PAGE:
Whether someone on social media insults your brand, a customer writes a bad review or some sad soul goes to the trouble of setting up a site dedicated to bashing your brand, sitting on your hands will only lead to disaster.
To give you an idea of how important reputation management is, hordes of Wall Street bankers paid $10,000+ to have negative articles of them hidden after the financial crisis of 2008!
We have already spoken about how important it is to be ranked on the first couple of pages of Google and other major search engines and this is apparent when you consider that 70% of people don’t go past the first page of Google.
Perhaps even more pertinently, best estimates suggest that less than 5% of people go to page 4 of Google and beyond so essentially, if you can get negative reviews and comments to #31 on the search engine listings, it is close to being completely invisible!
If you have the time or the writing skill, you can begin creating blog posts while being sure to mention your company’s name in all of them.
You can add links within the posts that direct users to other parts of the website and also to your various social media profiles. These profiles should also contain content relating to your brand name and once you have used the correct sets of keywords, those negative reviews will drop like a stone and be out of sight and to all intents and purposes, out of the minds of customers.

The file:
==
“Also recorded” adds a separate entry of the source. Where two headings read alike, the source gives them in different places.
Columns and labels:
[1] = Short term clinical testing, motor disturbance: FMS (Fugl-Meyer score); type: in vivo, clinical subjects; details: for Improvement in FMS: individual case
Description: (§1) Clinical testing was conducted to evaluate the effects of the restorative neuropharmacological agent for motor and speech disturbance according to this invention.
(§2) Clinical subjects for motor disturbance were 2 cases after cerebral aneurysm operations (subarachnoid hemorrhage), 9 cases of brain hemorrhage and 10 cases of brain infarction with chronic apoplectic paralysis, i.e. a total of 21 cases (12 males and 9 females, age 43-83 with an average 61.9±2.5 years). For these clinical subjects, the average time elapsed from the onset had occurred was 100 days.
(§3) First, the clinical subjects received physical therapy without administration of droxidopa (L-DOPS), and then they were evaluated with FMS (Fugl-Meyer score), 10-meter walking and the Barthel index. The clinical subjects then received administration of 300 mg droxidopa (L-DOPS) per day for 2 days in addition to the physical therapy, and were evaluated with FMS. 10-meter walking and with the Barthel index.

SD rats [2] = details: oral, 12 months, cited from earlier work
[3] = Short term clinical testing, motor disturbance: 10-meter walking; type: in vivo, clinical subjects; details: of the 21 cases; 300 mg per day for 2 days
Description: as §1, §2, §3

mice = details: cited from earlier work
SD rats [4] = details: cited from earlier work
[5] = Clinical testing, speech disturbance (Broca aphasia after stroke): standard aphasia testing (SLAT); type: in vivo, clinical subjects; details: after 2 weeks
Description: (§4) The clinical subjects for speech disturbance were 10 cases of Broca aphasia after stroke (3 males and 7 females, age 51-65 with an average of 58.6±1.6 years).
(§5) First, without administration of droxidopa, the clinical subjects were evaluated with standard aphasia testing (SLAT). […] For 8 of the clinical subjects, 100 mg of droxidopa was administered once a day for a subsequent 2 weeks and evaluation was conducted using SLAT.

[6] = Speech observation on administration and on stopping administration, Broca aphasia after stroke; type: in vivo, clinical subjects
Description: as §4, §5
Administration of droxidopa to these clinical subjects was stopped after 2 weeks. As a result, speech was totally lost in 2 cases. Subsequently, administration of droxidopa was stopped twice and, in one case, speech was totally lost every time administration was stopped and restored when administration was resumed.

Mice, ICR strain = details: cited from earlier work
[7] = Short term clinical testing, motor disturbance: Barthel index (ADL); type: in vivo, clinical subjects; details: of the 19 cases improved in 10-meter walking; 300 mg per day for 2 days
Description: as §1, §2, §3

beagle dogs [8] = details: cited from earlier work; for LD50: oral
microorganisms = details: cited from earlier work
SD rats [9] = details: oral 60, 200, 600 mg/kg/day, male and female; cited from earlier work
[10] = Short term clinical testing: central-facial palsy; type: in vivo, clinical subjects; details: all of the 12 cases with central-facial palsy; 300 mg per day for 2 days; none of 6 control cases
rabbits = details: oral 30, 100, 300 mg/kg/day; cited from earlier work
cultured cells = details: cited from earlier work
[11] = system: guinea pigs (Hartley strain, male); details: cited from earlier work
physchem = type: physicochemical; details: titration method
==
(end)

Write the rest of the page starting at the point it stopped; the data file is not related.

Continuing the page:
This is probably a last resort and may be the preserve of major corporations but it is nice to know that customers leaving false reviews out of spite can actually be punished. Jen Palmer found this out the hard way when she posted a scathing review of Kleargear in 2008 after ordering goods for her husband that never arrived. The RipOffReport review written in 2009 incensed Kleargear but no action was taken until 2012 when Palmer received an email from the company demanding the review to be taken down or else she would be hit with a fine.
It claimed that the content of the review was libellous and told Palmer to remove it within 3 days or face a $3,500 fine. When she tried to remove it, she was told by RipOffReport that removal cost $2,000!
Admittedly, this case seems a tad shady and Palmer is now counter-suing but there is a legal avenue if you can prove that a negative review of your business is libellous.